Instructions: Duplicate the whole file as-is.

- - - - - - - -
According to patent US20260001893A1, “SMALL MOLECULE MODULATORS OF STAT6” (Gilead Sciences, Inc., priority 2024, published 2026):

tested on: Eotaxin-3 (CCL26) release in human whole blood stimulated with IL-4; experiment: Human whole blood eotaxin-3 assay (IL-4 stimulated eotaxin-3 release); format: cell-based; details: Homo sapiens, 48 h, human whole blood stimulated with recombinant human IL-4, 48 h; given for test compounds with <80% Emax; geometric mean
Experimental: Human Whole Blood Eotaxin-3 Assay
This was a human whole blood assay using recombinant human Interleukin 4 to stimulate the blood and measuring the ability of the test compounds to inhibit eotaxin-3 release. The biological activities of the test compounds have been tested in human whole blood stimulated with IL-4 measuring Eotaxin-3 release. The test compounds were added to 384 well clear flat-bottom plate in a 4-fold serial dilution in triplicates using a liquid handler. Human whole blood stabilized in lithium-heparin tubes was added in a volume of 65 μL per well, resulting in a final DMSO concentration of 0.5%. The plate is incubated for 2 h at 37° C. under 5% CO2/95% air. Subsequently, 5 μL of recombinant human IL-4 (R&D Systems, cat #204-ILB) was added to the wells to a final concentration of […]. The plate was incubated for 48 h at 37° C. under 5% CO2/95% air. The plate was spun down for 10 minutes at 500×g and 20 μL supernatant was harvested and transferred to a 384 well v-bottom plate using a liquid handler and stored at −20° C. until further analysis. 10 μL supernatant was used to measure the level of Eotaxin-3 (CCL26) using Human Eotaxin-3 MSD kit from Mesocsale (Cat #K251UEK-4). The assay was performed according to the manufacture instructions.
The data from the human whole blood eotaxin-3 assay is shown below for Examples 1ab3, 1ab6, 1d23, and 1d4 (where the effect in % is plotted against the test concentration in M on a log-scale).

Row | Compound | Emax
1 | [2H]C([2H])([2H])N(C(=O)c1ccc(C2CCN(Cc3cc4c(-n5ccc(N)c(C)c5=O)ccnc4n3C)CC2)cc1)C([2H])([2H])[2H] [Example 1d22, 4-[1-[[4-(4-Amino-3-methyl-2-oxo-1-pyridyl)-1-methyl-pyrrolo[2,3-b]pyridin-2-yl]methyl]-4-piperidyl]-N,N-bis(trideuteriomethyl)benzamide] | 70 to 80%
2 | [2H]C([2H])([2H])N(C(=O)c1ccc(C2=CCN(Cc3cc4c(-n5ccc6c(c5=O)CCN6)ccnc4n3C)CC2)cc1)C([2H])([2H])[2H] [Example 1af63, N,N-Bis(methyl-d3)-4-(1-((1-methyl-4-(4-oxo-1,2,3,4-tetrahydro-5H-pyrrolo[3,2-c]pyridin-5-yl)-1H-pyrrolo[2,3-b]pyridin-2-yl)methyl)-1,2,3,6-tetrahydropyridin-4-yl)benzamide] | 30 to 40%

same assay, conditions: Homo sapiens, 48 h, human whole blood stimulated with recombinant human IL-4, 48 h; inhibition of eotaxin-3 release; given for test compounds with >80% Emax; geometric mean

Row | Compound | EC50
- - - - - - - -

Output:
According to patent US20260001893A1, “SMALL MOLECULE MODULATORS OF STAT6” (Gilead Sciences, Inc., priority 2024, published 2026):

tested on: Eotaxin-3 (CCL26) release in human whole blood stimulated with IL-4; experiment: Human whole blood eotaxin-3 assay (IL-4 stimulated eotaxin-3 release); format: cell-based; details: Homo sapiens, 48 h, human whole blood stimulated with recombinant human IL-4, 48 h; given for test compounds with <80% Emax; geometric mean
Experimental: Human Whole Blood Eotaxin-3 Assay
This was a human whole blood assay using recombinant human Interleukin 4 to stimulate the blood and measuring the ability of the test compounds to inhibit eotaxin-3 release. The biological activities of the test compounds have been tested in human whole blood stimulated with IL-4 measuring Eotaxin-3 release. The test compounds were added to 384 well clear flat-bottom plate in a 4-fold serial dilution in triplicates using a liquid handler. Human whole blood stabilized in lithium-heparin tubes was added in a volume of 65 μL per well, resulting in a final DMSO concentration of 0.5%. The plate is incubated for 2 h at 37° C. under 5% CO2/95% air. Subsequently, 5 μL of recombinant human IL-4 (R&D Systems, cat #204-ILB) was added to the wells to a final concentration of […]. The plate was incubated for 48 h at 37° C. under 5% CO2/95% air. The plate was spun down for 10 minutes at 500×g and 20 μL supernatant was harvested and transferred to a 384 well v-bottom plate using a liquid handler and stored at −20° C. until further analysis. 10 μL supernatant was used to measure the level of Eotaxin-3 (CCL26) using Human Eotaxin-3 MSD kit from Mesocsale (Cat #K251UEK-4). The assay was performed according to the manufacture instructions.
The data from the human whole blood eotaxin-3 assay is shown below for Examples 1ab3, 1ab6, 1d23, and 1d4 (where the effect in % is plotted against the test concentration in M on a log-scale).

Row | Compound | Emax
1 | [2H]C([2H])([2H])N(C(=O)c1ccc(C2CCN(Cc3cc4c(-n5ccc(N)c(C)c5=O)ccnc4n3C)CC2)cc1)C([2H])([2H])[2H] [Example 1d22, 4-[1-[[4-(4-Amino-3-methyl-2-oxo-1-pyridyl)-1-methyl-pyrrolo[2,3-b]pyridin-2-yl]methyl]-4-piperidyl]-N,N-bis(trideuteriomethyl)benzamide] | 70 to 80%
2 | [2H]C([2H])([2H])N(C(=O)c1ccc(C2=CCN(Cc3cc4c(-n5ccc6c(c5=O)CCN6)ccnc4n3C)CC2)cc1)C([2H])([2H])[2H] [Example 1af63, N,N-Bis(methyl-d3)-4-(1-((1-methyl-4-(4-oxo-1,2,3,4-tetrahydro-5H-pyrrolo[3,2-c]pyridin-5-yl)-1H-pyrrolo[2,3-b]pyridin-2-yl)methyl)-1,2,3,6-tetrahydropyridin-4-yl)benzamide] | 30 to 40%

same assay, conditions: Homo sapiens, 48 h, human whole blood stimulated with recombinant human IL-4, 48 h; inhibition of eotaxin-3 release; given for test compounds with >80% Emax; geometric mean

Row | Compound | EC50